Skin cancer – the most common type of cancer in the United States – is an abnormal, uncontrolled growth of skin cells. Skin cancer can take many forms, of which melanoma (the most dangerous form) kills more than 10,000 Americans each year.
The good news is that skin cancer is preventable. Looking after your skin and protecting it (especially if you belong to a group at higher risk for cancer) can significantly help reduce your risk of developing skin cancer.
Let’s discuss 4 steps you can follow to prevent skin cancer from developing and where you can go for skin cancer screening and treatment in Athens, GA.
Step #1 Limit Your Time in The Sun
While the sun is an important source of Vitamin D (a type of vitamin that is good for your bone health), it also emits harmful ultraviolet (UV) rays.
UV rays are of two basic types: UVA and UVB. UVA are rays that have a longer wavelength, can penetrate deeply into your skin, cause premature skin aging, and lead to the formation of wrinkles and age spots. In sunlight, UVA is approximately 500 times more than UVB rays. On the other hand, UVB rays have a shorter wavelength, and thus, more energy. These rays are responsible for sunburn and play the greatest role in causing skin cancer.
Therefore, you must protect your skin from the damaging effect of UV rays by limiting your time in the sun. You must avoid the sun when its rays are most intense (between 10am to 4pm). If you can’t avoid the sun, take regular breaks out of the sun.
Step #2 Wear Broad Spectrum Sunscreen
If your job or other outdoor activities require you to stay in the sun for a longer period of time, apply sunscreen with an SPF of at least 30.
SPF stands for sun protection factor, which is a measure of how much UV radiation from solar energy is required to produce sunburn on protected skin. A sunscreen of SPF 30 provides more sunburn protection than a sunscreen of SPF 10.
Use waterproof sunscreen or reapply your sunscreen every two-hour during sweating or swimming if your sunscreen isn’t waterproof.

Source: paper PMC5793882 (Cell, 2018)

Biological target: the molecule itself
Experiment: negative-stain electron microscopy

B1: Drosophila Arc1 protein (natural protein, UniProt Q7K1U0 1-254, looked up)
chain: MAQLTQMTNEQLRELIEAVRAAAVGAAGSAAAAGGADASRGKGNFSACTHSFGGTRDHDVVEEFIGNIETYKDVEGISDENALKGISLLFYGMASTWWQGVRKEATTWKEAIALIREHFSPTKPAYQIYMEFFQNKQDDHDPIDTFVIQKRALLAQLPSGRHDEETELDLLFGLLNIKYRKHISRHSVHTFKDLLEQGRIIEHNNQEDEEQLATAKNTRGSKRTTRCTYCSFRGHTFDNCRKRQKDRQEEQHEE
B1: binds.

Step #3 Avoid Tanning Beds
Sun is not the only source of harmful UV rays; tanning beds are too. Frequent use of tanning beds can also put you at risk for skin cancer. This is because tanning beds emit approximately 10 to 15 times more UV rays than the sun.
In tanning beds, they take out UVB so that you don’t get burned, but UVA still remains, which can also damage DNA and melanocytes, thus increasing the risk for melanoma.
Step #4 See a Dermatologist Regularly
Dermatologists are medical doctors who are specialized in diagnosing, preventing, and treating a full range of skin, nail, and hair problems. They also receive special training in the diagnosis and treatment of skin cancer.
So, you must see a dermatologist regularly, especially if you’re at higher risk for developing skin cancer. The dermatologist will perform a physical exam to detect and treat any signs of skin cancer. They will also guide you on how you can perform a self-exam.
Skin Cancer Specialist in Athens, GA
If you are someone who spends most of your time in the sun and is worried about skin cancer or belongs to a group at higher risk for skin cancer, visit our skin cancer specialists at Georgia Skin Cancer & Aesthetic Dermatology for a complete evaluation. Our board-certified skin cancer specialists will detect your skin cancer and give you the necessary treatment as early as possible. They will also guide you on how to prevent skin cancer and how to do a self-exam.